So also is the seemingly happy existence of that minute species of life which is so abundant in every part of the great scene in which we dwell. I shall not attempt to trace the happiness upward, through all the alacrity and seeming delight in existence, of the larger animals—an ever-flowing pleasure, of which those who have had the best opportunities of witnessing multitudes of gregarious animals feeding together, and rejoicing in their common pasture, will be the best able to appreciate the amount. All have means of enjoyment within themselves; and, if man be the happy sovereign of the creation, he is not the sovereign of miserable subjects.
“Ask for wbat end the heavenly bodies shine,
My footstool earth--my canopy the skies."2 All these sources of blessings, that are infinite as the living beings that enjoy them, were made, indeed, for man, whose pride of many elements, that perhaps bears but a small proportion to the rest; and it is not of this single element that we are to think, when we consider the benevolence of that God who has willed the whole.
Of Dr. Brown's poetry, "The Paradise of Coquettes" ba been by far the most popular, though it is now but little read. Of it, the “Edinburgh Review"! thus speaks: “It is by far the best and most brilliant imitation of Pope that has appeared since the time of that great writer ; with all his point, polish, and nicely-balanced versification, as well as his sarcasm and witty malice: deficient, indeed, in the strong sense and compressed reasoning by which he is distinguished, but possessing all the brightness and elegance and vivacity of his lighter and more exquisite productions; and almost entitled, if it were not for its injudicious diffuseness and the defect of its machinery, to take its place by the side of the “Rape of the Lock.'"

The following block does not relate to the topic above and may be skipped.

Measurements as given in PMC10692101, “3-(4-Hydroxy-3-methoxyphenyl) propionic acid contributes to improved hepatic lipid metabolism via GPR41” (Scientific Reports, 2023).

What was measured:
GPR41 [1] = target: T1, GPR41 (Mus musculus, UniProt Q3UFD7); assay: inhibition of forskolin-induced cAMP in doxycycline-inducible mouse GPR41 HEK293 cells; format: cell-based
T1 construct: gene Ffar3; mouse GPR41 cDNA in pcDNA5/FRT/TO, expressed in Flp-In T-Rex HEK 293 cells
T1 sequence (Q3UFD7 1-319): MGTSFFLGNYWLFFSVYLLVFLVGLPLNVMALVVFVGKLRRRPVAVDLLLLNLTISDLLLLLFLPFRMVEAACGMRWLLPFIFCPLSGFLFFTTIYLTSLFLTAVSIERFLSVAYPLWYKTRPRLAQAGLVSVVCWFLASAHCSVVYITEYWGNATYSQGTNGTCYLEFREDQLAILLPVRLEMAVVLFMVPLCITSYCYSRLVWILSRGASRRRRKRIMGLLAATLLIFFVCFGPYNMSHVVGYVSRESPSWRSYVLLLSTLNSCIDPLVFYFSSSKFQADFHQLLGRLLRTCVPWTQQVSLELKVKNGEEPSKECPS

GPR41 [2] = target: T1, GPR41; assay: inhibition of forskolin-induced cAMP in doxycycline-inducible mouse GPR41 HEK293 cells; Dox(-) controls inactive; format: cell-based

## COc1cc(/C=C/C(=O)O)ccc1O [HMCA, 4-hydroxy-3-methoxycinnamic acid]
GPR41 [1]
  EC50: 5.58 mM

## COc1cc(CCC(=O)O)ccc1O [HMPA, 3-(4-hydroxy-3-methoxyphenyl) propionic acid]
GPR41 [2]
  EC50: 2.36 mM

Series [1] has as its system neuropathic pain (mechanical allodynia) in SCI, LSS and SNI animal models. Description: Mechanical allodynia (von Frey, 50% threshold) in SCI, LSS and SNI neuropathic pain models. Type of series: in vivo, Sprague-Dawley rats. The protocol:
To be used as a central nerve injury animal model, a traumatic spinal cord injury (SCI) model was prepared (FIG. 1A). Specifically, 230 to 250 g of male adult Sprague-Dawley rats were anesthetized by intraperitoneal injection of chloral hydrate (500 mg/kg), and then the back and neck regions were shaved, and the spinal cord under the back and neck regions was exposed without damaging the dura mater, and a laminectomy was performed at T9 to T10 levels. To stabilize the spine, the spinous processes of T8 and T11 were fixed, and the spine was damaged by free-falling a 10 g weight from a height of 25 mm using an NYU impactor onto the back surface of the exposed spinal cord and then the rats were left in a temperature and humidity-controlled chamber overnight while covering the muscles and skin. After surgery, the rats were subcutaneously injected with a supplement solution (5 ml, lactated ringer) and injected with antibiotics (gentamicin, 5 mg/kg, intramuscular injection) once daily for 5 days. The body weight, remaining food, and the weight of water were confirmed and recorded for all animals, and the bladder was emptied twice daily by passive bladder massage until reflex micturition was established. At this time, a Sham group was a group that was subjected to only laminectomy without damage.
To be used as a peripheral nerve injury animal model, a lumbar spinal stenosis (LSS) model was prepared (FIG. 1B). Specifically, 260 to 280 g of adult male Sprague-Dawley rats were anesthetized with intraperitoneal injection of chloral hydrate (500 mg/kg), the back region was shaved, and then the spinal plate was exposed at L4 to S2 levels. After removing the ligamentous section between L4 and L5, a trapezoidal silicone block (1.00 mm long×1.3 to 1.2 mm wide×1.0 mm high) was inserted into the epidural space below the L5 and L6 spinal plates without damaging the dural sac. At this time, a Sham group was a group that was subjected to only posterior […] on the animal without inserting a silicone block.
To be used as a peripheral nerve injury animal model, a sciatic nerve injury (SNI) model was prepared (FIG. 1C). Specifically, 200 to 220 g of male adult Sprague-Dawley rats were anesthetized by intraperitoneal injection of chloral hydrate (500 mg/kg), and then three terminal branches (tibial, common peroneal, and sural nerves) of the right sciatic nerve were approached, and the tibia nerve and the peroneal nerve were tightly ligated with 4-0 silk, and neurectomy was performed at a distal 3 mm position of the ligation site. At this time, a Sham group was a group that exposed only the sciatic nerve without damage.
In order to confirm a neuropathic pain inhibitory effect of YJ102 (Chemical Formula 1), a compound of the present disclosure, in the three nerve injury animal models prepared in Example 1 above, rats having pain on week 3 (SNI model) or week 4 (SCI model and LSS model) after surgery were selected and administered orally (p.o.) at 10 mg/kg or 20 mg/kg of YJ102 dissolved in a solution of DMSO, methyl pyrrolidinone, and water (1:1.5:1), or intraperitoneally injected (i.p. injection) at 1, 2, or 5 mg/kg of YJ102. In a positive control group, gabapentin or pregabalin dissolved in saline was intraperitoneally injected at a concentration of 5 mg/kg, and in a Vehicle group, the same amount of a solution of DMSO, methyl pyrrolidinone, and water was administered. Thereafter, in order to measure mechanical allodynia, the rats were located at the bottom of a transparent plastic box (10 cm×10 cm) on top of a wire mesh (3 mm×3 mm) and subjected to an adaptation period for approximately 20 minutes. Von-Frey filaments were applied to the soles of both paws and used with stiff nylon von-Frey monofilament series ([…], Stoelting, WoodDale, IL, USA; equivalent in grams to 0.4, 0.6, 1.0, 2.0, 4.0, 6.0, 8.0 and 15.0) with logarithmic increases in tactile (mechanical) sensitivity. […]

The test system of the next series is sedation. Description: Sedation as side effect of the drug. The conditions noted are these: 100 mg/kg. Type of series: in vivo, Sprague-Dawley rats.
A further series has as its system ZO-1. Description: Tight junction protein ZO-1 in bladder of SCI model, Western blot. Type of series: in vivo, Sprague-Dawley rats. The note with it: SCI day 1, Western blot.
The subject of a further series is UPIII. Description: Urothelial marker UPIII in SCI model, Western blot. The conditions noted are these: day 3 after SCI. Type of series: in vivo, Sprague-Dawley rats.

The poem is in nine parts. The first part is prefatory, and has not much connection with the rest of the poem. The second part discovers to us “ Zepbyra," just returned at daybreak from an evening party; mortified at having been eelipsed by the charms of a late-arriving rival; and weighing in her bosom the pleasures of a coquette's life against the endless inquietudes and disappointments with which it is attended. The latter, she finds, vastly preponderate; and just as she has passed a solemn vow of abjuration of coquetry, a person called the Genius of Coquetry appears-pardons her basty resolve-and, by dint of flattery, wins her back to her pristine allegiance. With true feminine curiosity, she implores the deity to make use of his omniscient faculties in disclosing to her all the conquests she is to make: this he declines to do, but hints to her that they will be all that the most inordinate ambition could desire. The following is a part of the coquette's repining :
SOLILOQUY AFTER THE BALL.
How did I hope to vex a thousand eyes !
Why was the triumph given? Too flattering joy!
1 Vol. xxiv. p. 397.
Held my light fan with more than woman's grace,
The bubble he may break, but not my heart. The third canto begins in an ambiguous tone, somewhat between raillery, sarcasm, and apology for
THE CHANGEFULNESS OF WOMAN.
Ye watchful sprites, who make e'en man your care,
ANNE HUNTER, 1742–1821.
Anne Hunter, the wife of the celebrated anatomist, John Hunter, and the